Meryl Streep has another academy to thank.
The star of films such as “Sophie’s Choice” and “Julie&Julia” has been named an honorary member of the American Academy of Arts and Letters, an elite club that includes Toni Morrison, Stephen Sondheim and Jasper Johns. Not even two Oscars, seven Golden Globes and a lifetime achievement prize from the American Film Institute prepared Streep for this.
“I have to say that I was stunned, and when they sent me the roster of people in the academy I just burst into tears,” Streep said in a recent telephone interview. “I couldn’t believe that I’d be even allowed in the kitchen.”
The 112-year-old academy announced Monday that Streep and conductor James Levine had been elected to a specialcategory, established in 1983, for “Americans of great distinction in the arts whose work falls outside the traditional departments” of music (composition), literature and art.
Directors Woody Allen (with whom Streep worked in “Manhattan”) and Martin Scorsese and choreographers Twyla Tharp and Paul Taylor are among the current members. While Allen and former member Orson Welles both worked extensively on screen, Streep is the first to be chosen solely for acting.
“Both of this year’s inductees are performing artists, and both are at the peak of their careers,” said poet and Academy President J.D. McClatchy. “James Levine’s conducting and Meryl Street’s acting are extraordinary examples of insight, depth and virtuosity.”
Architects Fumihiko Maki of Japan and Alvaro Siza of Portugal were added to the academy’s honorary category for foreign artists.
Inductees into the main body include authors Marilynne Robinson, Francine Prose, Thomas McGuane and Richard Powers, composers Tania Leon and Fred Lerdahl, architect Thom Mayne and painters Thomas Nozknowski and Peter Saul. Members are elected for life (openings are created when a member dies) and encouraged to serve on committees that distribute prizes, but there is no responsibility beyond agreeing to join.
Streep sums up her own category: “I’m in a particular subset of members that’s not even allowed to vote.”
The inductees demonstrate again how far the academy has changed from its frankly snobbish roots, when modernists, women, non-whites and Jews were not welcome and the presence of a “lowly” actress, even one as talented as Streep, might have set off mass resignations. Saul, for instance, is a founder of Pop Art whose lush and sometimes lurid works include “Donald Duck Crucifixion” and “Sex Deviant Being Executed.”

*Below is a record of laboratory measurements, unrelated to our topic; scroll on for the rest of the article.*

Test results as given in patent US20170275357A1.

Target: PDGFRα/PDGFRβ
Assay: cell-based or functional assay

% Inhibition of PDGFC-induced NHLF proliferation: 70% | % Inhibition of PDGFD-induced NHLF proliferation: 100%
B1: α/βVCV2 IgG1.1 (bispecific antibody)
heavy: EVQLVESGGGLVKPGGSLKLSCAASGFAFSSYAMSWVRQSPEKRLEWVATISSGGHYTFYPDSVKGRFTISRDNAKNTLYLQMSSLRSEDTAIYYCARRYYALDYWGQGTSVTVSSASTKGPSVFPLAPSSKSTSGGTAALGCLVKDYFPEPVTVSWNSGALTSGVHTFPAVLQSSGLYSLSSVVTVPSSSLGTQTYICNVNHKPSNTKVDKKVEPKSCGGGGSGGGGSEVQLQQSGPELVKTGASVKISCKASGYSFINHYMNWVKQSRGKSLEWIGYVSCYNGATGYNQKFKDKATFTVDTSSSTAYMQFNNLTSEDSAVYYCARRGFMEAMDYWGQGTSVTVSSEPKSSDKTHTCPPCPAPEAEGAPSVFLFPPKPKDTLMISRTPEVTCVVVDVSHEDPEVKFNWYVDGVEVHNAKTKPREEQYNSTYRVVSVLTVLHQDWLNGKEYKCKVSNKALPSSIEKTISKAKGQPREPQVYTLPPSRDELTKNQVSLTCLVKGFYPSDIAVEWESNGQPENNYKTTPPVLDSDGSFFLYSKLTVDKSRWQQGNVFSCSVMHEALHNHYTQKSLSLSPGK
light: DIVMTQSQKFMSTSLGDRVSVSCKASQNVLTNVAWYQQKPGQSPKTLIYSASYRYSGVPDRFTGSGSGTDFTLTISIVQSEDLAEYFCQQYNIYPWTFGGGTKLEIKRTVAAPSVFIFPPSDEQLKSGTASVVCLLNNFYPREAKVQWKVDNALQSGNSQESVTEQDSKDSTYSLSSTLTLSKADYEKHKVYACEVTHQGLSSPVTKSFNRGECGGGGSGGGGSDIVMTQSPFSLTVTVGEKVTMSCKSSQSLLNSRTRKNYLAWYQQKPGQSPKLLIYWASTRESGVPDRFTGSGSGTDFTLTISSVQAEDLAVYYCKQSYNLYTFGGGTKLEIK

“I was quiet surprised and even shocked when I got the news because I always thought of myself as a’bad’ artist and that the academy was a place devoted to ‘good’ artists,” he said. “I felt a bit uncomfortable for a moment, but then I thought, ‘What the heck, why be childish?’ So I went with it.”
McGuane, whose novels include “Keep the Change” and “Ninety-Two in the Shade,” has been previously cited by the academy. He received an award in 1972 for his novel “Bushwhacked Piano” and remembered speaking at the ceremony with Bernard Malamud, Walker Percy and Eudora Welty.
“All those people are gone but remembering them and that event has made this a gratifying personal landmark,” he said.
New members will be inducted at an afternoon ceremony next month at the academy’s beaux arts complex in upper Manhattan, just off the Hudson River. Author Calvin Trillin, elected to the academy two years ago, will be a featured speaker. Streep plans to attend.
“I just hope to have lots of cocktails and talk about high-fallutin’ things,” Streep said.
Like they do in Hollywood.
“Uh, yeah, of course.”
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